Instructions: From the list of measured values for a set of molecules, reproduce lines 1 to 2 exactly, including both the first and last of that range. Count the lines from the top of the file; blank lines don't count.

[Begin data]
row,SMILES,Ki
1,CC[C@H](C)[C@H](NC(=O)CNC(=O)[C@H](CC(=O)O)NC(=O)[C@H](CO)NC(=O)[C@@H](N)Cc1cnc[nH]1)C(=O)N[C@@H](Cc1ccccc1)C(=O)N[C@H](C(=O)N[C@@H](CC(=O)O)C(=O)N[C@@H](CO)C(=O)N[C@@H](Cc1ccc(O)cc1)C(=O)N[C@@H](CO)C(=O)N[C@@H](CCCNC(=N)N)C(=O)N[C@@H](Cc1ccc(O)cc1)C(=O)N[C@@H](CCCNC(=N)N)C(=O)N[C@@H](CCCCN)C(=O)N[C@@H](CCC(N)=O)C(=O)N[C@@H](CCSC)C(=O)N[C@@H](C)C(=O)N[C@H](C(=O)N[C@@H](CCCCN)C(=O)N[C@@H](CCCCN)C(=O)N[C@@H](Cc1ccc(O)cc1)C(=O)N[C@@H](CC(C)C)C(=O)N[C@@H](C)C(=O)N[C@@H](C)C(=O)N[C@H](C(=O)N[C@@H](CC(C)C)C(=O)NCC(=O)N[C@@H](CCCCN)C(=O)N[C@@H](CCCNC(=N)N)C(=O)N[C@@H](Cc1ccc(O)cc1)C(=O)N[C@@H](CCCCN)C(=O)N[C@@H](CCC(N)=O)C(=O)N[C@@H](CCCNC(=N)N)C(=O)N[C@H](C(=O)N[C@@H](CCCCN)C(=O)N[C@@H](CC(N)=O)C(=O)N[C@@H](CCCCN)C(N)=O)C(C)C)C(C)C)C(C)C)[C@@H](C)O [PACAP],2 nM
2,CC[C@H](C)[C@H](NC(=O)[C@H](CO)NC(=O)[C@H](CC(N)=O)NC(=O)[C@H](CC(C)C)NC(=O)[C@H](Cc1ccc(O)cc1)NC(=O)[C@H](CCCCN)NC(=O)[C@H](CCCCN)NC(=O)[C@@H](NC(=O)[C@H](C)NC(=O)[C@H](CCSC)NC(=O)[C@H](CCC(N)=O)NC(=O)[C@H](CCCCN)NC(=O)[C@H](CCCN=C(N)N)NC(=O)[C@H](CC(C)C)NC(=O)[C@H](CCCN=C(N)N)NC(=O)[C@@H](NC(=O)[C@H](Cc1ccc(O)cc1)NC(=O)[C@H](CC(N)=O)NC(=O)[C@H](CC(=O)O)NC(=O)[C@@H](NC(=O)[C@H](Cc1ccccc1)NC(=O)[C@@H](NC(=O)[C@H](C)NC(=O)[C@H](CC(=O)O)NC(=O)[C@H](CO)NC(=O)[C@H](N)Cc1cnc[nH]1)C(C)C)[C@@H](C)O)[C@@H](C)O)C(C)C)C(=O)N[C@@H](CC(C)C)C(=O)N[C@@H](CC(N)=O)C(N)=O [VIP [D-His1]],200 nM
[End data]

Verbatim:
row,SMILES,Ki
1,CC[C@H](C)[C@H](NC(=O)CNC(=O)[C@H](CC(=O)O)NC(=O)[C@H](CO)NC(=O)[C@@H](N)Cc1cnc[nH]1)C(=O)N[C@@H](Cc1ccccc1)C(=O)N[C@H](C(=O)N[C@@H](CC(=O)O)C(=O)N[C@@H](CO)C(=O)N[C@@H](Cc1ccc(O)cc1)C(=O)N[C@@H](CO)C(=O)N[C@@H](CCCNC(=N)N)C(=O)N[C@@H](Cc1ccc(O)cc1)C(=O)N[C@@H](CCCNC(=N)N)C(=O)N[C@@H](CCCCN)C(=O)N[C@@H](CCC(N)=O)C(=O)N[C@@H](CCSC)C(=O)N[C@@H](C)C(=O)N[C@H](C(=O)N[C@@H](CCCCN)C(=O)N[C@@H](CCCCN)C(=O)N[C@@H](Cc1ccc(O)cc1)C(=O)N[C@@H](CC(C)C)C(=O)N[C@@H](C)C(=O)N[C@@H](C)C(=O)N[C@H](C(=O)N[C@@H](CC(C)C)C(=O)NCC(=O)N[C@@H](CCCCN)C(=O)N[C@@H](CCCNC(=N)N)C(=O)N[C@@H](Cc1ccc(O)cc1)C(=O)N[C@@H](CCCCN)C(=O)N[C@@H](CCC(N)=O)C(=O)N[C@@H](CCCNC(=N)N)C(=O)N[C@H](C(=O)N[C@@H](CCCCN)C(=O)N[C@@H](CC(N)=O)C(=O)N[C@@H](CCCCN)C(N)=O)C(C)C)C(C)C)C(C)C)[C@@H](C)O [PACAP],2 nM